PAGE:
Goals this year include bridges

Published 12:00 am Monday, January 17, 2000

As soon as the weather breaks in the spring, county workers will get to work.

Monday, January 17, 2000

As soon as the weather breaks in the spring, county workers will get to work. A number of county bridges are scheduled to be replaced this year, said David Lynd, county engineer.

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"When you have 200 larger bridges in a county, and each have a lifespan of about 75 years, you have to work on three a year to stay even," Lynd said. "We won’t ever run out of things to do."

Plans for three bridges near Rankins Creek on County Road 17 are expected to arrive this month, Lynd said.

"We’ve had those under design for about two and a half years," he said. "We hope it will go out to contract in the middle of (this) year."

The bridges have needed to be replaced for a few years, and have weight restrictions, Lynd said.

"They’re old and they are narrow bridges," he said. "And it’s the main route to the vocational school. Replacing the bridges will improve that route there."

Designs will continue on the covered bridge bypass this year, Lynd added.

"We’re just starting the designs," he said. "It’ll be a couple of years before construction begins."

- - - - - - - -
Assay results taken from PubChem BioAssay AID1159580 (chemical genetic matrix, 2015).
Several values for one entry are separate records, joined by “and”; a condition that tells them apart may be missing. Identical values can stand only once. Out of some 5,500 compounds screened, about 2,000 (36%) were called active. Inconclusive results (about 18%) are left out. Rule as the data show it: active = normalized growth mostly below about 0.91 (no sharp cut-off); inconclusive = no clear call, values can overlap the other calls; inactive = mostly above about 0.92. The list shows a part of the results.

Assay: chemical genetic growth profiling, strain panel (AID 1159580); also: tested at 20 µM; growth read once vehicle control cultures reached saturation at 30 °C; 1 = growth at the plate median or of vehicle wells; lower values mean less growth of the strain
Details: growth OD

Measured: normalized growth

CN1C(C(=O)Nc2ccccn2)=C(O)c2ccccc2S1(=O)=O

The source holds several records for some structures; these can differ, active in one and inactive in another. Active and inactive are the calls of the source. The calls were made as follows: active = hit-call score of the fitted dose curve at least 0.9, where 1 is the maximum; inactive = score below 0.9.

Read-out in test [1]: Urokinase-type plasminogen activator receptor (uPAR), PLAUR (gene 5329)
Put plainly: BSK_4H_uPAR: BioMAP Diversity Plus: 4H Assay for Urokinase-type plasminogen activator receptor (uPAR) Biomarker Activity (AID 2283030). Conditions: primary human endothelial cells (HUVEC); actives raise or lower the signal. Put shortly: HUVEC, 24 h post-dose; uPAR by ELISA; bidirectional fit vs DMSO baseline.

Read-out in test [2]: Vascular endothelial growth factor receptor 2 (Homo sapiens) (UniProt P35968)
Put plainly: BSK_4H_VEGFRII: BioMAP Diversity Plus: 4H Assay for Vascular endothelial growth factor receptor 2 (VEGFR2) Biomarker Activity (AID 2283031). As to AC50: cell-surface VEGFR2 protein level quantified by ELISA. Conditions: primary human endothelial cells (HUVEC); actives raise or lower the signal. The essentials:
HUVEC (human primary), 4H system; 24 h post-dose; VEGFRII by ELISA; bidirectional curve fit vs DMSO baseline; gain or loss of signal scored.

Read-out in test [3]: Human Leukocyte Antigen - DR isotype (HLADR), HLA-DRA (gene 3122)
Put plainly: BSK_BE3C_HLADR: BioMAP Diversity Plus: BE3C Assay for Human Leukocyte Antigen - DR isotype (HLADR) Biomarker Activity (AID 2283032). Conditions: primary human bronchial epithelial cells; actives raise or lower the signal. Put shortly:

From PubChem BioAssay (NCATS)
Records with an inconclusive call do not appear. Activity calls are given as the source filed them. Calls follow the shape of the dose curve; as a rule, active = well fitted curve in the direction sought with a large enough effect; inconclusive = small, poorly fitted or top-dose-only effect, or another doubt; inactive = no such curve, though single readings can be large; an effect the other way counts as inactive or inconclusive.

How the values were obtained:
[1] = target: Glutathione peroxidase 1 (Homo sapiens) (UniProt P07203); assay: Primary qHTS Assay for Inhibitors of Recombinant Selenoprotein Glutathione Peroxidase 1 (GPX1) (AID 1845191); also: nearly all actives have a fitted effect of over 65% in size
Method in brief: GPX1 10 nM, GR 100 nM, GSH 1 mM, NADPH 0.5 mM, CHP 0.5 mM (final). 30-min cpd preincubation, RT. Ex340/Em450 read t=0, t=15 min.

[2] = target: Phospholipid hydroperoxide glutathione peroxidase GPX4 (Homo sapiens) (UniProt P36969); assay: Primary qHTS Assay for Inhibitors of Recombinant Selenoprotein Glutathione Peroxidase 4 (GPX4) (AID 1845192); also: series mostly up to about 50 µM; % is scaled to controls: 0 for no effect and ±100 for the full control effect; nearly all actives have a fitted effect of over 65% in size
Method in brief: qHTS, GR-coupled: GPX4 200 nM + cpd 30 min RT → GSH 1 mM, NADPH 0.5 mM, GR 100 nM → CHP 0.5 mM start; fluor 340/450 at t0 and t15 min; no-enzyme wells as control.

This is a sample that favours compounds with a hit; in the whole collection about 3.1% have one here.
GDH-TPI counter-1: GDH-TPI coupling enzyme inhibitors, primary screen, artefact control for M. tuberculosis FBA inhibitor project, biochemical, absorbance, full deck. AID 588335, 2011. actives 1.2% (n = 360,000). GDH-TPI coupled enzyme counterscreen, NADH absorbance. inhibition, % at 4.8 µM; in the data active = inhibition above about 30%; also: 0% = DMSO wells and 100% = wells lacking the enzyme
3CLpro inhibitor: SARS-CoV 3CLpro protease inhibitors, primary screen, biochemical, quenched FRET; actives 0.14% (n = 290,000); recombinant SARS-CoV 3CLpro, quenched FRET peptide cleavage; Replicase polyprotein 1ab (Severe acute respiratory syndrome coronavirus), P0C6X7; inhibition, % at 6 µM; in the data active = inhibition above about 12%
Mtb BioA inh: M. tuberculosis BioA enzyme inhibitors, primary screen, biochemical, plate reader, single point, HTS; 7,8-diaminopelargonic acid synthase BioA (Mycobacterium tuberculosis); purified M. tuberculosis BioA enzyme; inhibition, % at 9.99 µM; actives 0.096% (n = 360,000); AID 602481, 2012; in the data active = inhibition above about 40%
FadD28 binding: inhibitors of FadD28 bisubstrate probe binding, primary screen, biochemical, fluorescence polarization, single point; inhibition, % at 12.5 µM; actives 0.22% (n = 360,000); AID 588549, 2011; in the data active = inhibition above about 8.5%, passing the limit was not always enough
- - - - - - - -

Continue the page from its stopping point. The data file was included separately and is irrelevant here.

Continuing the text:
The covered bridge will remain intact despite the construction, however. The bypass is being designed to avoid tearing down the historical structure, Lynd said.

Other bridges to be renovated this year include the one near Federal Creek, or County Road 73; the one on County Road 6; one in Ohio Furnace; and one on Long Creek Road, or County Road 13, Lynd said.

"We’re planning on replacing the bridge on Federal Creek," he said. "We’ll renovate the structure on County Road 6."

Some of the bridge projects will involve temporary closures, but local detour routes will be established, Lynd said.

"Federal Creek – we hope to build it in such a way so that we can leave the existing bridge open during construction," he said.

Temporary lane restrictions also could be in store for motorists who travel County Road 1, or Old U.S. 52, Lynd said.

"We have plans to resurface County Road 1," he said. "We’ve applied for Issue II grant money."

It’s been about 17 years since the last major resurfacing project on that route, Lynd said.

"We’ll try to do it one way or another, but we hope we get the grant money," he said.

County Road 1 won’t be the only area road that sees a fresh coat of asphalt this year, said Don Lambert, county garage superintendent.

"We’re trying to get rid of as much gravel road in the county as we can," Lambert said. "We’re down now to less than a 30-mile area. We have done this past year 20 some miles. In the next couple of years, we will have all the dirt roads phased out."

Other county projects include the installation of guardrails, Lambert said.